��Popular Science Monthly
��shop. Build it warm and provide for some sort of a heating apparatus. Have plenty of light and ventilation and make it a pleasant place in which to work. Provide enough room so that later on an emery wheel, lathe, drill-press and other ma- chinery for the farm may be installed as well as a lighting plant.
��Ironing- Board that Becomes a Bench and Step-Ladder
AN ironing-board which can be adjusted so that the operator may sit down to iron, and which may be convert- ed into a bench for the tubs, a step-ladder, a sewing-table, or an invalid 's table finds a use in every house- hold. The board is made of sound lumber
strong enough for all the purposes for which it is intended. When not in use it folds up so that it can be placed in any out-of-the-way corner of the kitchen, closet, or pantry.
���How to Make Imitation Marble with Paints
VERY good imitations of mar- ble can be made by the fol- lowing method: Procure a tank sufficiently large for holding the articles to be treated. The articles are first given a coat of flat ground color. For gray marble, apply a coat of flat white, which is made of white lead, turpentine and a little dryer. For brown marble, add a little raw sienna and burnt umber to the ground color. After coat- ing the articles, allow them to dry thoroughly; then sand them with No. o sandpaper.
Fill the tank two-thirds full of water. To secure the gray eff^ect, take some flat white and add a little drop-black, enough to make a light lead color. With an old brush, spatter it on the surface of the water. Add a little more black and spatter it on the water. The articles, previously painted and sanded, are carefully slid into the tank. The colors floating on the water readily adhere to the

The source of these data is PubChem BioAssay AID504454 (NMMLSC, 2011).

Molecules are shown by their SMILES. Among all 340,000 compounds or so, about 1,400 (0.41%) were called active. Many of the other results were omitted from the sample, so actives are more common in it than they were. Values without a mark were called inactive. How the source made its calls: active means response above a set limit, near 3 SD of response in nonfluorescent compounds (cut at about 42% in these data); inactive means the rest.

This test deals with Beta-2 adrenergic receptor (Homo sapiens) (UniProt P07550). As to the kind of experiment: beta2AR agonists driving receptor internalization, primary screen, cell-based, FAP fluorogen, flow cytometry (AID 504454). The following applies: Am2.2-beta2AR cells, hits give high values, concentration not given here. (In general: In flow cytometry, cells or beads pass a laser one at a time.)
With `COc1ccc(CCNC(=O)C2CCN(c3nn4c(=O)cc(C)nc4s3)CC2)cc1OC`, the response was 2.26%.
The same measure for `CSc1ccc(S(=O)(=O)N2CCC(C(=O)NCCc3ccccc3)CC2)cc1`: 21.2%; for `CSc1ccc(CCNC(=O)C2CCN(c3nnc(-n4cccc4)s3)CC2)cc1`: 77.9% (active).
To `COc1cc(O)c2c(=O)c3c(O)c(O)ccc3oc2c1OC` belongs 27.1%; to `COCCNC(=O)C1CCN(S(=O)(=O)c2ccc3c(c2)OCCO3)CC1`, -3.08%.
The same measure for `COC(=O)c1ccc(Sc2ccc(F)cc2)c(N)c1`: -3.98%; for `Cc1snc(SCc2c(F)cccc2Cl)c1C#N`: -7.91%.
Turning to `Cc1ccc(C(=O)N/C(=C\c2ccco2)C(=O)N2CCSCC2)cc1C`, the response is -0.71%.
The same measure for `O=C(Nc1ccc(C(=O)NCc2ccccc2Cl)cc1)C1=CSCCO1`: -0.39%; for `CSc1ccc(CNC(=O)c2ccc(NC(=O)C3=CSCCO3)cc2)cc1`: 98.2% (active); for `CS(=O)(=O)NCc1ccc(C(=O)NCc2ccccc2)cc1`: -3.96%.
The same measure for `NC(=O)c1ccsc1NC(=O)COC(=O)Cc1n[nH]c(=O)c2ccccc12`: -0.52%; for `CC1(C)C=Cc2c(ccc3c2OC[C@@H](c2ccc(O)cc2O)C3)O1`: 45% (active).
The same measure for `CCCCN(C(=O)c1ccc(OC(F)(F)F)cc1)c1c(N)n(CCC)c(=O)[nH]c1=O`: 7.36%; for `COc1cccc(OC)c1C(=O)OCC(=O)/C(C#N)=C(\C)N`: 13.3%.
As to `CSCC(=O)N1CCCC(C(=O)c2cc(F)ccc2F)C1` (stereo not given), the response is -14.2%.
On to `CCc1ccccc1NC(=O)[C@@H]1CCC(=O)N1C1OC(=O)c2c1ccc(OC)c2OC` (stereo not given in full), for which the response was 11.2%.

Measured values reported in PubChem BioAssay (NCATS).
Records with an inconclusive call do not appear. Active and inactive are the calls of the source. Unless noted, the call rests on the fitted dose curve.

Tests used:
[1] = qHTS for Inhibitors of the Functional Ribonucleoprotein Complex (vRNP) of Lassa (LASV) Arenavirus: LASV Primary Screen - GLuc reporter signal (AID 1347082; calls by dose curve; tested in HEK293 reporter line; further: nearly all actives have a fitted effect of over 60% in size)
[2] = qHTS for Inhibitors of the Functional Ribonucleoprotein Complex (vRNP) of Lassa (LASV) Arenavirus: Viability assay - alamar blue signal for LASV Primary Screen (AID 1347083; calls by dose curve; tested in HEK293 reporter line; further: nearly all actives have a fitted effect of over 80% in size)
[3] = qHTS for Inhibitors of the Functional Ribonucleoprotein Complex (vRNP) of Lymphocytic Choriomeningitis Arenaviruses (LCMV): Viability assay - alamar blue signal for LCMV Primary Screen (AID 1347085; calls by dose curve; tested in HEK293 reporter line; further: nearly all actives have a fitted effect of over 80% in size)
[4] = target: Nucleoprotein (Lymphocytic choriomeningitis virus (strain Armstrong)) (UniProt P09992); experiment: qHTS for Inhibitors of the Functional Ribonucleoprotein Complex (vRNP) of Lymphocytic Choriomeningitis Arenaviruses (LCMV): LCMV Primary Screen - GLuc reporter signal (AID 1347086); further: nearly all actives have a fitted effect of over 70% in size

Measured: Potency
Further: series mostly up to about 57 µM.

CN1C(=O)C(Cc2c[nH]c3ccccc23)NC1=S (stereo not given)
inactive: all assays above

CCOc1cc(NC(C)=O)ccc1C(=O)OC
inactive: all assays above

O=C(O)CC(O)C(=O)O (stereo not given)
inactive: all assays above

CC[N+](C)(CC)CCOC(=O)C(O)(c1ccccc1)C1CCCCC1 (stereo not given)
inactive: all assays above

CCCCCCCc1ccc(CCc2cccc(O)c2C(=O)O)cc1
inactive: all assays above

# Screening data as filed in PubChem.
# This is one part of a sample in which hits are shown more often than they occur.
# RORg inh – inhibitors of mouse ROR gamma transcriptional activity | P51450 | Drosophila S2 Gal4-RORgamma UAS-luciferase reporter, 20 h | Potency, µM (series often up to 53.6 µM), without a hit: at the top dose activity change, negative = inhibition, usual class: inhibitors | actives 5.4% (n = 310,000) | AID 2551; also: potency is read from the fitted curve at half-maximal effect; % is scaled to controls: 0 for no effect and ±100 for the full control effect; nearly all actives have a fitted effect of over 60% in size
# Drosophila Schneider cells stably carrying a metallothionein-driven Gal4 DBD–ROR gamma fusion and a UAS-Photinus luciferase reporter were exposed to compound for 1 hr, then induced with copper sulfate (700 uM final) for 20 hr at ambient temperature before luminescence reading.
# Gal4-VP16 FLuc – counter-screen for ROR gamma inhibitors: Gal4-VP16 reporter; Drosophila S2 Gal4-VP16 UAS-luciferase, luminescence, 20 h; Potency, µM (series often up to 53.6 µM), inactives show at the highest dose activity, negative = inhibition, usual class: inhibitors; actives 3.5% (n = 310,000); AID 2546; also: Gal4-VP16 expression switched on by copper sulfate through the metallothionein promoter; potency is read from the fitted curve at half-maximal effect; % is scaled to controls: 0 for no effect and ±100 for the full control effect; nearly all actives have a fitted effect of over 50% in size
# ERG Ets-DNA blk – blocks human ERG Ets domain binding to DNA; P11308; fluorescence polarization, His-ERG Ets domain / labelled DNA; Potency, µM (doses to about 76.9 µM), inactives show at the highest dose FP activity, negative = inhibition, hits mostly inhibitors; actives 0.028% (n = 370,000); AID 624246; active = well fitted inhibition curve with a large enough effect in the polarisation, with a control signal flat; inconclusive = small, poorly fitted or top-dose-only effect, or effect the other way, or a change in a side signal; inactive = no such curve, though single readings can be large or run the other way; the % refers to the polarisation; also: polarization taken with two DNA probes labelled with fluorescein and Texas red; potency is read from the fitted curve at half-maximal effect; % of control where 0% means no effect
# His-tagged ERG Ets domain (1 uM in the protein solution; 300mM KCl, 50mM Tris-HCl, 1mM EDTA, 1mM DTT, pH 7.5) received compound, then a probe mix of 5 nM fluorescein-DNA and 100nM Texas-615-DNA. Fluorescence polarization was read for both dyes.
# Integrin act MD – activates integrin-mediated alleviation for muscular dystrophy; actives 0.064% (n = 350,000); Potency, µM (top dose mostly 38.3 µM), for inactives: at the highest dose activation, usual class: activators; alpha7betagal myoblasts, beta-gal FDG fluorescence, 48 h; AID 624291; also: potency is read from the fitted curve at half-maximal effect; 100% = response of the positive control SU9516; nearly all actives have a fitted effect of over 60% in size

���flat surfaces and the desired result is obtained.
For the brown marble effect, tint the color with burnt umber, burnt sienna and raw umber. For the black, mix some turpentine with drop-black for the floating colors, using a dark lead color for the ground work. After the articles are per- fectly dry, they may be sanded lightly and varnished and also polished with a little crude oil and pumice stone.
To treat marble tops, apply a coat of flat color for the ground. If in bad
condition, add a second coat. When the ground color is thoroughly dry and smooth, the desired colors may be stippled on. After dry- ing for five minutes, spatter on a solution prepared by adding a lump of potash, the size of a walnut, to a pint of kerosene. The potash cuts the colors and the oil blends them together, producing a mot- tled effect. With a little practice, all the different marbles may be imitated. The work may be smoothed up and finished in shellac or varnish. — John L. Jacklin.
��Combination iron- ing board, table and step-ladder
��Removing the Cones from Ball Bearings on Magnetos
THE cones or inner races of the ball bearings used for sup- porting armatures of ignition mag- netos or small generators that supply lighting current in auto- mobiles are not easily removed by ordinary means. The common procedure is to force these on the shaft against a shoulder. When it is desired to remove a cone for replacement, the usual method is to force this off the shaft by driv- ing in a cold chisel between the shoulder and the cone so that it acts as a wedge. Serious damage has been done by inexperienced repairers and mo- torists when attempts were made to remove the cone at the collector-ring end of the armature in this manner. The slightest carelessness or slip of the chisel usually results in breaking the ebonite or hard rub-